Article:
If Chris Polk stays despite missing the entire preseason with a hamstring injury, that pretty much tells you the other guys were wasting their time out there. Josey played really well Thursday night, well enough to stay. If Polk stays, Josey could be on the practice squad.


Going with six receivers now and dropping an offensive lineman. But this list is probably off because there's no Jeff Maehl. He appears to be bulletproof, even though Benn looked much more compelling Thursday night against the Jets.

Trey Burton made a strong case for himself Thursday night as both a receiver and a blocker. But with these three in place, it appears Burton could be looking at the practice squad this year.


The ankle injury sustained by Tobin could change this list. The coaches really like Tobin as the four-position backup with Barbre starting for Lane Johnson. As it is, someone is holding a place until Lane Johnson gets back in Week 5.

Damion Square could still go on the practice squad if he doesn't make the cut. He's the one guy who could change this list. But Logan and Allen seem pretty well established as nose tackles right now.


This may be heavy, but Long and Emmanuel Acho are making it pretty tough to cut down to eight. This still has Casey Matthews on the outs, and he's another guy who has appeared bulletproof before now. We'll see.


One more linebacker means one less safety. It's math, people. Ed Reynolds could be on the practice squad.


This is another tough group to figure out. Roc Carmichael has played well at times and was here last year. Curtis Marsh has gotten a long look this summer. But the addition of Carroll and the rookie Watkins simply makes roster space tight.


It may seem rash to put Parkey ahead of Alex Henery based on one preseason game, even if Parkey hit two beyond-50-yard field goals. But the inclination to upgrade at this position has been building for months, and now is the time to act.

PHILADELPHIA -- If you blinked, you missed Michael Vick’s return to Lincoln Financial Field. But then, this was not a game for the household names on either team.

Vick played exactly one snap for the New York Jets. Neither Mark Sanchez nor Nick Foles played even that much. This was about the guys on the bottom of the roster competing one last time, and that’s how the Eagles’ 37-7 victory played out.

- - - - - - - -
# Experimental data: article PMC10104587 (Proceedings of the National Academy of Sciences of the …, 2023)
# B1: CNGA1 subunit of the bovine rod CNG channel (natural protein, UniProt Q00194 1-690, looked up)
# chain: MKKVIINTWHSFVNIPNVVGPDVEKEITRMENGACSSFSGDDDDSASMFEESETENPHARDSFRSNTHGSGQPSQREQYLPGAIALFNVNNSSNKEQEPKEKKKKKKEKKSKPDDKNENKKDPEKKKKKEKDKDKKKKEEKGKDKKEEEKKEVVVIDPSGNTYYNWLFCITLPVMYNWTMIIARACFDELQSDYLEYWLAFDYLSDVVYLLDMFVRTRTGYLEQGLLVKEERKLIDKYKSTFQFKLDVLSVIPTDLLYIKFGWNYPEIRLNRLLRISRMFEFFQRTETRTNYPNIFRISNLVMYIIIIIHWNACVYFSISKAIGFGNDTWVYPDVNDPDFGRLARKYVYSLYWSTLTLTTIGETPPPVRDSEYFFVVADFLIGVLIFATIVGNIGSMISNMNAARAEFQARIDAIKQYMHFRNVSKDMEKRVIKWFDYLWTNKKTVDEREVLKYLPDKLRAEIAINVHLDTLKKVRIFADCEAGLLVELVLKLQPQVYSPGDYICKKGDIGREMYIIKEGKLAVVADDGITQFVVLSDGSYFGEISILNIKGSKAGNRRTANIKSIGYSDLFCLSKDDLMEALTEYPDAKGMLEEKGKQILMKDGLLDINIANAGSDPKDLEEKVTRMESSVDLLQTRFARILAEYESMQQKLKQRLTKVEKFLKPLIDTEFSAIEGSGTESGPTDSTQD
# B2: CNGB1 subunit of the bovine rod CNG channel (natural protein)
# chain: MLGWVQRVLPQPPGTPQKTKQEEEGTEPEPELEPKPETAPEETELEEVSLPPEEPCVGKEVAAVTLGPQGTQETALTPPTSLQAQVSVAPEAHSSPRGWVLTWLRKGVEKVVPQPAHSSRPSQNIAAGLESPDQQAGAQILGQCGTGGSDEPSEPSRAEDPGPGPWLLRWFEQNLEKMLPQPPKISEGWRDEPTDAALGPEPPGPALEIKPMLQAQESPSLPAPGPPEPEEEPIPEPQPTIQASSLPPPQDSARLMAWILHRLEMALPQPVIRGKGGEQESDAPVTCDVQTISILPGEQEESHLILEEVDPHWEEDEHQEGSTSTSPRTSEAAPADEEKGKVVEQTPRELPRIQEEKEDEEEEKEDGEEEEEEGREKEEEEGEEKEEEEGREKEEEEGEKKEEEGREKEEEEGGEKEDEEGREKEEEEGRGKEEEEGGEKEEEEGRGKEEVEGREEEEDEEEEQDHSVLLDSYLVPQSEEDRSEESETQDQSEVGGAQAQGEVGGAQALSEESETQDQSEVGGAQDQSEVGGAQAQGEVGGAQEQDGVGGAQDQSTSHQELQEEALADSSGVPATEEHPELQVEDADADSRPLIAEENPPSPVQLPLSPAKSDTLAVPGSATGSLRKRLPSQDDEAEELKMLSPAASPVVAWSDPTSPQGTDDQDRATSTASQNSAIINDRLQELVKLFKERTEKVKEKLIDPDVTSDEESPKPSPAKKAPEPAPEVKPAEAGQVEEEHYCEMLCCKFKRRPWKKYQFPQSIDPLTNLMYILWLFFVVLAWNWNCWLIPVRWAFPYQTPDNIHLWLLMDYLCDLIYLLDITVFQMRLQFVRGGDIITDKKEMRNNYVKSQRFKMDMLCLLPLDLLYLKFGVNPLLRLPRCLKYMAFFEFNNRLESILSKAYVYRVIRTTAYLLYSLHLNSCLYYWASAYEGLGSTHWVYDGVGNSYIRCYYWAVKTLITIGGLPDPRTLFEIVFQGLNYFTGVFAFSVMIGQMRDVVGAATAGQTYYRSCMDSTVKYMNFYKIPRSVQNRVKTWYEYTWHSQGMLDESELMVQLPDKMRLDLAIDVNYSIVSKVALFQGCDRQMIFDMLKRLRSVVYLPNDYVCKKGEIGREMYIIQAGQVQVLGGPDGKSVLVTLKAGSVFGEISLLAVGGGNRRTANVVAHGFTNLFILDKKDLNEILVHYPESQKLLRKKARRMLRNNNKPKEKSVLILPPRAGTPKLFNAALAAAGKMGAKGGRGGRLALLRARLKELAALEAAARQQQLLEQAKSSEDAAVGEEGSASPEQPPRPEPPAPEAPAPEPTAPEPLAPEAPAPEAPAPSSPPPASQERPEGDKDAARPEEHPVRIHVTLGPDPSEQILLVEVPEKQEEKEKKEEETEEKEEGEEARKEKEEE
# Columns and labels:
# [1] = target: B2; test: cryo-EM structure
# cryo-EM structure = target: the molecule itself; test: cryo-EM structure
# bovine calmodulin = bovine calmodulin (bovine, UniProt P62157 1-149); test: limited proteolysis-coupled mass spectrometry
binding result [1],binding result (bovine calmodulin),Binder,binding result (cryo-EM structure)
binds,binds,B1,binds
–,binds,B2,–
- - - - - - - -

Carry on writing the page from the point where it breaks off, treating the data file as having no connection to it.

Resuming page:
Quarterback Matt Barkley got a long look, with mixed results. Barkley threw an interception in the end zone, although it appeared wide receiver Damaris Johnson stopped his route. Barkley threw four interceptions and zero touchdowns in his emergency duty last season.

Barkley also had an odd moment in the second quarter. He rolled to his right and jumped, but he didn’t throw the ball. After landing (and no, he wasn’t called for traveling), Barkley overthrew Will Murphy in the end zone.

But Barkley looked sharp on a 43-yard touchdown pass that caught Arrelious Benn in stride. And his back-shoulder throw to Jeff Maehl was good for a 32-yard gain in the second quarter. Barkley later overthrew a wide open Quron Pratt in the second quarter.

Barkley looked most in command on a 15-play, 80-yard touchdown drive in the second half. Barkley finished the drive with a 7-yard touchdown run. He dropped back to pass, but the whole right side of the field was wide open and Barkley took advantage. It was his last play of the game.

Some other observations:
  • Cody Parkey, acquired in a trade last week with the Colts, made a 54-yard field goal late in the first half and hit a 53-yarder in the third quarter. Incumbent kicker Alex Henery’s career-long kick was 51 yards. Henery missed a 31-yarder last week against the Steelers. Parkey also made a 25-yarder on the last play of the first half.
  • Damaris Johnson is a pretty good running back for a wide receiver. Johnson got some carries during the preseason and broke one for a 46-yard touchdown in the fourth quarter. Johnson took the handoff from G.J. Kinne, started to his left and then cut back to his right. Johnson’s speed might be enough to keep him on the roster.
  • It wasn’t planned, but Matt Tobin's night lasted just a couple plays longer than Vick’s. The Eagles’ offensive lineman -- their main backup at both guard and tackle -- injured his left ankle on the Eagles’ third play from scrimmage. Tobin did not return to the game, although X-rays on the ankle were negative. Kevin Graf replaced him at left guard.
  • Chris Polk, who was iffy with a hamstring injury, did not play. Polk missed all four preseason games. He will have to hope the coaches have fond memories of his play last season. He was not helped by the performance of the backs who did play. With LeSean McCoy and Darren Sproles healthy scratches, Matthew Tucker and Henry Josey ran the ball very effectively. So did Kenjon Barner, who left in the second quarter with an ankle injury. Tucker left with an injury to his left shoulder.